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Master/Slave Relations Paperback – 2007
"Rebound" by Kwame Alexander
Don't miss best-selling author Kwame Alexander's "Rebound," a new companion novel to his Newbery Award-winner, "The Crossover,"" illustrated with striking graphic novel panels. Pre-order today
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This book is for Masters. This book is for established Masters who are curious about what someone could possibly write on the subject they know so well. This book is also for those relatively new to the BDSM Lifestyle who are finding themselves called to Mastery.
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My Way or the Highway is fine when you are laying down protocols and rules for your slave or sub. It does not fly when you are telling other Doms how to structure their relationships or behave in general. Nor does it work when telling subs what to seek and what is possible. Rubel has a very narrow view of what Master/slave relationships should look like - they should look like his.
The book is also full of generic advice that would apply to any relationship, and a lot taken from business management theory, much of which, frankly, is not realistic in the business world much less transposed to personal relationships. Having taken some management classes and read some books, I've found much of it a hodge-podge of common sense, pop psychology and the business buzzwords du jour.
Rubel recommends taking personality tests like Myers-Briggs to understand yourself and your sub. Myers-Briggs, while widely used both in psychology and business, has no real scientific validity. I agree that it's important to know yourself and your strengths and weaknesses. But use caution when following what looks like widely-accepted advice. Do your own research and look with a skeptical eye at the received wisdom, especially when wrapped in a pseudo-scientific costume like Myers-Briggs.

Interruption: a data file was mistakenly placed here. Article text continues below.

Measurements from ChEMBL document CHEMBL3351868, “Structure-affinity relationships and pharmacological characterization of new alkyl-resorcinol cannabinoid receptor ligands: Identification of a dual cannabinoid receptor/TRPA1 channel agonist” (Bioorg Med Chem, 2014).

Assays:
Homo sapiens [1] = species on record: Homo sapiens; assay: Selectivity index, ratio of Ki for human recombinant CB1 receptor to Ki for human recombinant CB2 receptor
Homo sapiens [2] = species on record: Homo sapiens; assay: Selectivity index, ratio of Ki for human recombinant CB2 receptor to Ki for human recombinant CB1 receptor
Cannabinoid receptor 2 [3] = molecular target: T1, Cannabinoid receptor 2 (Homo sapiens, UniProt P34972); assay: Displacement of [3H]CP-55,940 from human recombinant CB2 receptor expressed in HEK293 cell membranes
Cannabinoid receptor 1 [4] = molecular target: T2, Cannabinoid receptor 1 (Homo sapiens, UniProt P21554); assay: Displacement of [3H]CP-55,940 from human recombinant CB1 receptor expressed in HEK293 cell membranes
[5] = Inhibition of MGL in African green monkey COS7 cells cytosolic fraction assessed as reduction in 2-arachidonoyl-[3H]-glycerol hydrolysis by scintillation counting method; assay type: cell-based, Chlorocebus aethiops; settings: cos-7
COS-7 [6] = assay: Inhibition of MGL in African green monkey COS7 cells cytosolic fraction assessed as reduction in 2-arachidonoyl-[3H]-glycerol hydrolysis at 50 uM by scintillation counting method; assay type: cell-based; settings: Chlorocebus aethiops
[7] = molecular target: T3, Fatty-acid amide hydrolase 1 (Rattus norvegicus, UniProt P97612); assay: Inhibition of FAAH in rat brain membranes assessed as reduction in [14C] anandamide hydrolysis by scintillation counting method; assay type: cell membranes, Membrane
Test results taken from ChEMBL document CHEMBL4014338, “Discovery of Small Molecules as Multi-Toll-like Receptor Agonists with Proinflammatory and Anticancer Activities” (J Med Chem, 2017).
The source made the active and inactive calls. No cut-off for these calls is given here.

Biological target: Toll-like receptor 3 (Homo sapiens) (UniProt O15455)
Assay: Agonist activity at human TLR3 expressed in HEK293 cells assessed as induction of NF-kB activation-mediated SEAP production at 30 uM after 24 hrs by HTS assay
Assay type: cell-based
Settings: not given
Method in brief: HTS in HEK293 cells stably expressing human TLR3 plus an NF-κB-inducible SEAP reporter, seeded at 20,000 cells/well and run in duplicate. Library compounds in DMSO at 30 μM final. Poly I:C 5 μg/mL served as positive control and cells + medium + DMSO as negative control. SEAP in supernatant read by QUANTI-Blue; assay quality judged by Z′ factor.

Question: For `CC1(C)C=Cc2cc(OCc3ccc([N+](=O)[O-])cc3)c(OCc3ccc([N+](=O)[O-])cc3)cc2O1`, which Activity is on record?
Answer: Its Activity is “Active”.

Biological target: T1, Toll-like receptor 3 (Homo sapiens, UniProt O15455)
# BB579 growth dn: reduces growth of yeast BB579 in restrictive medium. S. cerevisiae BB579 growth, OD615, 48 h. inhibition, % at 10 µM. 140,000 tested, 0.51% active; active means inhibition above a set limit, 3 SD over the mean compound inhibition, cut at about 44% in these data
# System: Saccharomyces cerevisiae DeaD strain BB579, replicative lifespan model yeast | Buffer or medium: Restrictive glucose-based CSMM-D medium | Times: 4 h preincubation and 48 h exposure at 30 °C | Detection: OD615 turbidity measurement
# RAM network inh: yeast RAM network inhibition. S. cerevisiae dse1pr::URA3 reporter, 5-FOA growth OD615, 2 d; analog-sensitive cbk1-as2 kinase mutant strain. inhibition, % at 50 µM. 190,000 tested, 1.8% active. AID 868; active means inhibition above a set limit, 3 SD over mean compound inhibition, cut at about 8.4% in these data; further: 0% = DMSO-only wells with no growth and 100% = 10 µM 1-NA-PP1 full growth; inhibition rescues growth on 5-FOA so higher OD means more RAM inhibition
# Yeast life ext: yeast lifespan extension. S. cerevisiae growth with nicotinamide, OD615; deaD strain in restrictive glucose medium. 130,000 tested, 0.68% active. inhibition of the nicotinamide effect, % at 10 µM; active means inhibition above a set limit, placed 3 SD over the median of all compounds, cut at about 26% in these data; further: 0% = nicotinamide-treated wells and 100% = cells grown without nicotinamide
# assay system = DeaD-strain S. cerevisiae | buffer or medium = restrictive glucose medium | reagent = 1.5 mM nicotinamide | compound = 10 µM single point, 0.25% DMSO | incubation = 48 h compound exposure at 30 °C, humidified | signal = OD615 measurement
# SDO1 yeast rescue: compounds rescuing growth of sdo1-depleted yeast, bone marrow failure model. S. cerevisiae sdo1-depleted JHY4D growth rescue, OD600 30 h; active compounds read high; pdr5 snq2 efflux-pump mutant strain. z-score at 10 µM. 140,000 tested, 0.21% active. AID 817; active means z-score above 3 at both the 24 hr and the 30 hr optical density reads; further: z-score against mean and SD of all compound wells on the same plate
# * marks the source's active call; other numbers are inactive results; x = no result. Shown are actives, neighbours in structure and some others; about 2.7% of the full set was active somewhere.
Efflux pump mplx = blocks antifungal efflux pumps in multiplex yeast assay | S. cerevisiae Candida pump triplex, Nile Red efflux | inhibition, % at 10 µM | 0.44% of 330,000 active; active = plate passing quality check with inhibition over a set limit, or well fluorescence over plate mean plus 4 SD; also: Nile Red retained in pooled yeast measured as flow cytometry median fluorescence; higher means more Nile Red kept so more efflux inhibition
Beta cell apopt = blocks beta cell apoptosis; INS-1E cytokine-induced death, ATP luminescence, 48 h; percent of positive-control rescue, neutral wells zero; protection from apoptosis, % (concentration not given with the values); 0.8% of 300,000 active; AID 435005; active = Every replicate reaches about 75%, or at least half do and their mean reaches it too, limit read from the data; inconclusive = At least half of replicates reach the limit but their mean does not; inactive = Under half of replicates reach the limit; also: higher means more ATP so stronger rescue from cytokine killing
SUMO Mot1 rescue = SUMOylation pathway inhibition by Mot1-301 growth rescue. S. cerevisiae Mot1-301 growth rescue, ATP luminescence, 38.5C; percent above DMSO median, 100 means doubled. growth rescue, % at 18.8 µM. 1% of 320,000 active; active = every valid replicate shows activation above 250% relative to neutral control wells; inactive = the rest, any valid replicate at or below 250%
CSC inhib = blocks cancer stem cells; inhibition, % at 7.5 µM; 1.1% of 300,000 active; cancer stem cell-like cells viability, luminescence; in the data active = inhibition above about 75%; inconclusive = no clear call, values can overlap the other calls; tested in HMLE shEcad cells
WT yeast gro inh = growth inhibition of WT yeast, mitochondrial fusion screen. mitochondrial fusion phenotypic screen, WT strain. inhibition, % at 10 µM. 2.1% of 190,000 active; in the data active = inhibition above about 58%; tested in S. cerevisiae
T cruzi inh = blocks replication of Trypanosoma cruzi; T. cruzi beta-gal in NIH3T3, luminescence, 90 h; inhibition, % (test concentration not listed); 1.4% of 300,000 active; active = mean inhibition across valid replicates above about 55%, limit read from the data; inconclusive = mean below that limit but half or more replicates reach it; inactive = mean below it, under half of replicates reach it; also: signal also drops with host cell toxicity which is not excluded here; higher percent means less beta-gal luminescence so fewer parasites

The book is poorly written in places, poorly edited and proofread in more, and badly laid out from front to back, with section headings at the bottoms of pages and misplaced pull-quotes interrupting sentences and often clearly in the wrong location. I've read a lot of these kinds of books, from small publishers or self-published, and accept lower standards of publishing as the price of accessing knowledge that is not available in your typical bookstore from a major publisher. But this book is worse than most, to the point of distracting the reader.
For all I know the author is a great guy and a wonderful Master. But in this book he comes across as pompous, narrow-minded, judgemental and even rather classist, which to me are not features of a good Dom. If you need a slave who knows how to behave at fancy dinner parties and high-powered business affairs, fine, you should look for someone who meets your needs. But many Doms don't need that and there's no reason to expect all slaves (or all Masters) to have those particular skills. It may be more important to you that your sub be able to get along with people from different cultures, or knows how to operate a forklift.
Unfortunately I can't recommend one book a prospective Master should read instead. I've gotten something out of many books, and found much more irrelevant to me. Browse the reviews of various books on Amazon and check out some websites. Though aimed primarily at slaves, there's one book I do recommend to anyone interested in a 24/7 M/s relationship: Slavecraft by "a grateful slave" and Guy Baldwin. For current or hopeful Masters it's a peek into the mind of the slave character, and quite sophisticated in its understanding of M/s dynamics and the spiritual aspects of submission. There's also some useful advice in the back directed at Doms by Pat Califia.